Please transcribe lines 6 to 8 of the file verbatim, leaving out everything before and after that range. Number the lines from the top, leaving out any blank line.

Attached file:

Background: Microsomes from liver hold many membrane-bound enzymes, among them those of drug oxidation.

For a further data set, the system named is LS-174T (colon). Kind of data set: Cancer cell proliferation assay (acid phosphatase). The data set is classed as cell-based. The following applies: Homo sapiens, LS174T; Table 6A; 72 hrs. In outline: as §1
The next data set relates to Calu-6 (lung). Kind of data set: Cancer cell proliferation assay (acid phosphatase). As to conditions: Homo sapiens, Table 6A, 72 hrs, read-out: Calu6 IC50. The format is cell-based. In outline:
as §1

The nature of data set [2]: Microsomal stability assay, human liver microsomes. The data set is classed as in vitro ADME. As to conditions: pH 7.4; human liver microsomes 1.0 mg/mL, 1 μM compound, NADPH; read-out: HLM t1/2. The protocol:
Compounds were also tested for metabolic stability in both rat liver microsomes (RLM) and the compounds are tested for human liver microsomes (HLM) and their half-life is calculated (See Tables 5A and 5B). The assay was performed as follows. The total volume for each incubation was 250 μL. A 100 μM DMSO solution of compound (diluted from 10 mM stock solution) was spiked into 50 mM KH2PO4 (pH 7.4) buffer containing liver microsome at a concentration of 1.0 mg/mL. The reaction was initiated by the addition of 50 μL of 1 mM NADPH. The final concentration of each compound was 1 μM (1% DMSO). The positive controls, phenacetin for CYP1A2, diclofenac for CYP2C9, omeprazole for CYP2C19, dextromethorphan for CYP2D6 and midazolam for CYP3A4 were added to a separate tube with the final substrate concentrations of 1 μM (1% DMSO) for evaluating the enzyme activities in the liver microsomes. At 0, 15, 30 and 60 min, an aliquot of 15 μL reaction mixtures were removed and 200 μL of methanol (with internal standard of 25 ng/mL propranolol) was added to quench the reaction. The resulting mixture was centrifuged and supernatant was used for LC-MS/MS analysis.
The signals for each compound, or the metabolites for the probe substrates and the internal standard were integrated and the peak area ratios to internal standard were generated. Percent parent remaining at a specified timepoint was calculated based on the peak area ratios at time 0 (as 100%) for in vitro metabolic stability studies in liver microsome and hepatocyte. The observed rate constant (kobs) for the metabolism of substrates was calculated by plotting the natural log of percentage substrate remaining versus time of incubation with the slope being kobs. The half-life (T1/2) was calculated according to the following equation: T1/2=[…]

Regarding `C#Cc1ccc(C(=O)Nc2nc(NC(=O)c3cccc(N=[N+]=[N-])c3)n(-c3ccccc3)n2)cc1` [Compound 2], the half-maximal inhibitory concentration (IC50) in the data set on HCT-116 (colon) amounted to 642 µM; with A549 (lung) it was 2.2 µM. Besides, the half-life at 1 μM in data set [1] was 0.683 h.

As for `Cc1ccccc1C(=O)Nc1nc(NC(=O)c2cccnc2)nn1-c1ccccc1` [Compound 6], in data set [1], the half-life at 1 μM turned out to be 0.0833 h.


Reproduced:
Compounds were also tested for metabolic stability in both rat liver microsomes (RLM) and the compounds are tested for human liver microsomes (HLM) and their half-life is calculated (See Tables 5A and 5B). The assay was performed as follows. The total volume for each incubation was 250 μL. A 100 μM DMSO solution of compound (diluted from 10 mM stock solution) was spiked into 50 mM KH2PO4 (pH 7.4) buffer containing liver microsome at a concentration of 1.0 mg/mL. The reaction was initiated by the addition of 50 μL of 1 mM NADPH. The final concentration of each compound was 1 μM (1% DMSO). The positive controls, phenacetin for CYP1A2, diclofenac for CYP2C9, omeprazole for CYP2C19, dextromethorphan for CYP2D6 and midazolam for CYP3A4 were added to a separate tube with the final substrate concentrations of 1 μM (1% DMSO) for evaluating the enzyme activities in the liver microsomes. At 0, 15, 30 and 60 min, an aliquot of 15 μL reaction mixtures were removed and 200 μL of methanol (with internal standard of 25 ng/mL propranolol) was added to quench the reaction. The resulting mixture was centrifuged and supernatant was used for LC-MS/MS analysis.
The signals for each compound, or the metabolites for the probe substrates and the internal standard were integrated and the peak area ratios to internal standard were generated. Percent parent remaining at a specified timepoint was calculated based on the peak area ratios at time 0 (as 100%) for in vitro metabolic stability studies in liver microsome and hepatocyte. The observed rate constant (kobs) for the metabolism of substrates was calculated by plotting the natural log of percentage substrate remaining versus time of incubation with the slope being kobs. The half-life (T1/2) was calculated according to the following equation: T1/2=[…]

Regarding `C#Cc1ccc(C(=O)Nc2nc(NC(=O)c3cccc(N=[N+]=[N-])c3)n(-c3ccccc3)n2)cc1` [Compound 2], the half-maximal inhibitory concentration (IC50) in the data set on HCT-116 (colon) amounted to 642 µM; with A549 (lung) it was 2.2 µM. Besides, the half-life at 1 μM in data set [1] was 0.683 h.